26. 26. Bert J. Harris, Jr. Private Property Rights Protection Act <ul><li>Citrus County v. Halls River Development, Inc. , </li></ul><ul><li>8 So. 3d 413 (Fla. 5th DCA 2009) </li></ul><ul><ul><li>Bert J. Harris, Jr. Private Property Rights Protection Act creates new cause of action allowing owner to recover damages where government action inordinately burdens property by preventing owner from attaining reasonably investment-backed expectations for vested rights </li></ul></ul><ul><ul><li>comprehensive plan controls any conflict with land development code or zoning maps </li></ul></ul><ul><ul><li>notwithstanding designation in land development code, zoning maps, or misinformation from county staff of allowable uses, owner did not have vested right to more intense development at time of purchase contrary to more restrictive comprehensive plan designation </li></ul></ul>
    27. 27. Bert J. Harris, Jr. Private Property Rights Protection Act <ul><li>Citrus County v. Halls River Development, Inc. </li></ul><ul><ul><li>ordinance conforming land development code and zoning maps to comprehensive plan did not inordinately burden property where property exempted from its application </li></ul></ul><ul><ul><li>owner should have known that designation in comprehensive plan controls over land development code and zoning maps </li></ul></ul><ul><ul><li>equitable estoppel does not generally apply to government where act is forbidden by law or contrary to public policy </li></ul></ul><ul><ul><li>trial court erred in determining that county had inordinately burdened owner’s property where ordinance exempted property and owner did not have vested right to development </li></ul></ul>
    28. 28. Costs <ul><li>Pinnacle Floor Covering, Inc. v. Department of Transp. , </li></ul><ul><li>34 Fla. L Weekly D 1610 (Fla. 2d DCA Aug. 7, 2009) </li></ul><ul><ul><li>F.S. 73.091 authorizes an award of expert’s fees and costs for business damages in an eminent domain proceeding only where business damages are compensable </li></ul></ul><ul><ul><li>where jury expressly found that threat of condemnation did not damage or destroy business and that business was not entitled to business damages, business damages were not compensable </li></ul></ul><ul><ul><li>trial court properly denied motion to recover experts’ fees incurred to litigate business damages where business damages were not compensable </li></ul></ul>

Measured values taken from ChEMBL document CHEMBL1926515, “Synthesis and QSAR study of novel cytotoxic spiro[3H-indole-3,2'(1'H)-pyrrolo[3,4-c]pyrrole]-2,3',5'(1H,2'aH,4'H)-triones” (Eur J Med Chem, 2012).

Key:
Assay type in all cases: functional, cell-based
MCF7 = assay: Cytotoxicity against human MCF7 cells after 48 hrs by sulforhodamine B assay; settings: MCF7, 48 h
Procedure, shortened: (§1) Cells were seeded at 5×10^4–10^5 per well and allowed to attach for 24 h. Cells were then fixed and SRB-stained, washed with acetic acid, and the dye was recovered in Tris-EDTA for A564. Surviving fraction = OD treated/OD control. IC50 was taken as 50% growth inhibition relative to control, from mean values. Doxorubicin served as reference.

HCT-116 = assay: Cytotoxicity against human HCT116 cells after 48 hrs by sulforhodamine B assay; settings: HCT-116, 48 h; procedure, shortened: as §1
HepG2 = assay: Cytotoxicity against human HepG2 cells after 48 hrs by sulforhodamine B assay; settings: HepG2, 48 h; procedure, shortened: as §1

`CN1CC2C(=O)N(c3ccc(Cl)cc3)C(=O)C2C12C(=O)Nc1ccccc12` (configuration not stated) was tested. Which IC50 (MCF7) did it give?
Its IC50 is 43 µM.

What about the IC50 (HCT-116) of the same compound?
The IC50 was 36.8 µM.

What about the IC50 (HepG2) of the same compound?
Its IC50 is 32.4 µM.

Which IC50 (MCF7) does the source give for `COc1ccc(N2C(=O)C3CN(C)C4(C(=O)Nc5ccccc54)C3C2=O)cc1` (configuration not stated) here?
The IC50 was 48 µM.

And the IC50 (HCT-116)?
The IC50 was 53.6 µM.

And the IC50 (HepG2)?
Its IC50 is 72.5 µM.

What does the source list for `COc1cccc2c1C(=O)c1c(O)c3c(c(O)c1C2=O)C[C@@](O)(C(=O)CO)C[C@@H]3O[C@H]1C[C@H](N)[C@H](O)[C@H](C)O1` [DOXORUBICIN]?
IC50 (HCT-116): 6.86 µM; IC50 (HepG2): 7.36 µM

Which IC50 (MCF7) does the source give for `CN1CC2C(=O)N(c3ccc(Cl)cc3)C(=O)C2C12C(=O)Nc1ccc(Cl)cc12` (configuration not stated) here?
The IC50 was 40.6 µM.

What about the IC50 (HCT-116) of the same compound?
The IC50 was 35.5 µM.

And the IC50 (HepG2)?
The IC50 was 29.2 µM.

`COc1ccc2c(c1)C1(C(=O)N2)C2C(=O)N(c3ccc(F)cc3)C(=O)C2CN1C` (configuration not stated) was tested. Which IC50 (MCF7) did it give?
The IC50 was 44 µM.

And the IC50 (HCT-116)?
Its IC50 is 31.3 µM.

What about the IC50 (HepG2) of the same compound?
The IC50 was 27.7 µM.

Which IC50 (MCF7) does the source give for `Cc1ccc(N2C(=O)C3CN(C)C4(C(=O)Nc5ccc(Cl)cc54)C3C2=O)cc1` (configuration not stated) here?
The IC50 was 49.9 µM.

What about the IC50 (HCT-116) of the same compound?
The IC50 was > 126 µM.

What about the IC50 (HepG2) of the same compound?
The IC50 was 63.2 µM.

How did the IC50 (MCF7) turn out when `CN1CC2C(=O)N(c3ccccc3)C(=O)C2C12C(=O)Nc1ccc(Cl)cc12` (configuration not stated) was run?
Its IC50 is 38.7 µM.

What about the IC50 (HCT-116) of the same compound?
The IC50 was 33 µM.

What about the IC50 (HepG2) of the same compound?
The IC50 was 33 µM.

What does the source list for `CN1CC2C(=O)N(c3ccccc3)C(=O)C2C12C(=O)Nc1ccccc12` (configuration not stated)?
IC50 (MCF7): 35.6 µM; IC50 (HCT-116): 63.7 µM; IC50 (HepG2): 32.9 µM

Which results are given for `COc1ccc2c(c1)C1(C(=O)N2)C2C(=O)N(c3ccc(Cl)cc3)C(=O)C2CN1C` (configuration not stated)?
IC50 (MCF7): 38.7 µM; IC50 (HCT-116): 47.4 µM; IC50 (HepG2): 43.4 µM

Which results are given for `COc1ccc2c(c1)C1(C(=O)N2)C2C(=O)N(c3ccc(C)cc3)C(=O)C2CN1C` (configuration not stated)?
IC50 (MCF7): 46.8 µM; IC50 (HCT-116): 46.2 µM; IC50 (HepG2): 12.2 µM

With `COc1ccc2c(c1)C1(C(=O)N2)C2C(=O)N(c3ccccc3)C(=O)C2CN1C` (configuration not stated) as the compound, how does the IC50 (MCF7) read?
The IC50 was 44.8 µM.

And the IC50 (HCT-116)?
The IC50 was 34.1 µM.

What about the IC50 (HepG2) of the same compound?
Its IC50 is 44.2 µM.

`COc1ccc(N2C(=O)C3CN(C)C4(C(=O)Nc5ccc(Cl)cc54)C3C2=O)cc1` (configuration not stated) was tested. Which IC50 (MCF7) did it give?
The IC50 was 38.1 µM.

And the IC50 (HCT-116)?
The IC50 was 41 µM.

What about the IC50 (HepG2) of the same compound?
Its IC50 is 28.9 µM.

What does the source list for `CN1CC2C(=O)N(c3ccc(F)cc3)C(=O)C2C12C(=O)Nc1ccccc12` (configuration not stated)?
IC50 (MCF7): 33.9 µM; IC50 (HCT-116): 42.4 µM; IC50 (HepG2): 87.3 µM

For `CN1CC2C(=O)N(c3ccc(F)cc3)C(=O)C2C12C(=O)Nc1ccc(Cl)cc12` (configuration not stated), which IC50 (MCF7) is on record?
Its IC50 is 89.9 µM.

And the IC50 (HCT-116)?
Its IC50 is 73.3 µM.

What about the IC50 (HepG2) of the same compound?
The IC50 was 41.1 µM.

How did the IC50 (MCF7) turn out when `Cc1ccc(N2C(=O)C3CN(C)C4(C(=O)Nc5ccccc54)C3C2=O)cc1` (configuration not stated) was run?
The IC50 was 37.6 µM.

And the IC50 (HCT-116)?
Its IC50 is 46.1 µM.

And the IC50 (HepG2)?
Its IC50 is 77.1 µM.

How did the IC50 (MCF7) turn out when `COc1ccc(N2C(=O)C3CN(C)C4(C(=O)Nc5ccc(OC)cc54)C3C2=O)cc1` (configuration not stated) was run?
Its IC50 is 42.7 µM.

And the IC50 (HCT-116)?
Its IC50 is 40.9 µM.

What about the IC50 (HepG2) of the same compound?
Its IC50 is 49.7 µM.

29. 29. Attorney’s fees <ul><li>Amerus Life Insurance Co. v. Lait , </li></ul><ul><li>2 So. 3d 203 (Fla. 2009) </li></ul><ul><ul><li>non-eminent domain case </li></ul></ul><ul><ul><li>30-day time requirement under F.R.C.P. 1.525 does not apply when trial court already determined entitlement to attorney’s fees and costs, but reserved jurisdiction to determine amount </li></ul></ul><ul><ul><li>reservation of jurisdiction to determine amount is distinguishable from reservation of jurisdiction to determine both entitlement and amount </li></ul></ul><ul><ul><li>30-day time requirement under F.R.C.P. 1.525 applies when trial court reserves jurisdiction to determine both entitlement and amount </li></ul></ul>
    30. 30. Trial court order quick take proceedings <ul><li>Marion County v. Louis V. Stewart, Jr., et al. , </li></ul><ul><li>Case No. 08-5161-CA-G (Fla. 5th Cir. Dec. 23, 2008) </li></ul><ul><ul><li>Judge Singbush ruled that F.S. 127.02 (amended May 11, 2008) requires that each eminent domain resolution passed by a county address only one property </li></ul></ul><ul><ul><li>where county’s resolution sought to authorize the taking of 10 properties, it violated F.S. 127.02 and was “fatally defective” </li></ul></ul>
    31. 31. Trial court order presuit fees & costs <ul><li>Larry and Lauren Hiss v. Volusia County , </li></ul><ul><li>Case No. 2009-12106-CIDL (Fla. 7th Cir. Sept. 3, 2009) </li></ul><ul><ul><li>County provided written notice of proposed taking and reimbursement of fees and costs </li></ul></ul><ul><ul><li>Owner incurred fees and costs in negotiating with County </li></ul></ul><ul><ul><li>County abandoned road project, property was not taken, and there was no pre-suit settlement </li></ul></ul><ul><ul><li>Cause of action for promissory estoppel; however, barred by doctrine of sovereign immunity </li></ul></ul><ul><ul><li>No legislative authority for fees and costs where no taking of property </li></ul></ul><ul><ul><li>Judge Rouse dismissed complaint with prejudice and dismissed action </li></ul></ul>
    32. 34. Trial court order presuit fees & costs <ul><li>Larry and Lauren Hiss v. Volusia County , </li></ul><ul><li>Case No. 2009-12106-CIDL (Fla. 7th Cir. Sept. 3, 2009) </li></ul><ul><ul><li>County provided written notice of proposed taking and reimbursement of fees and costs </li></ul></ul><ul><ul><li>Owner incurred fees and costs in negotiating with County </li></ul></ul><ul><ul><li>County abandoned road project, property was not taken, and there was no pre-suit settlement </li></ul></ul><ul><ul><li>Cause of action for promissory estoppel; however, barred by doctrine of sovereign immunity </li></ul></ul><ul><ul><li>No legislative authority for fees and costs where no taking of property </li></ul></ul><ul><ul><li>Judge Rouse dismissed complaint with prejudice and dismissed action </li></ul></ul>
    33. 35. Get on the Case: This Year’s Eminent Domain Law presented by Paul D. Bain, Esq.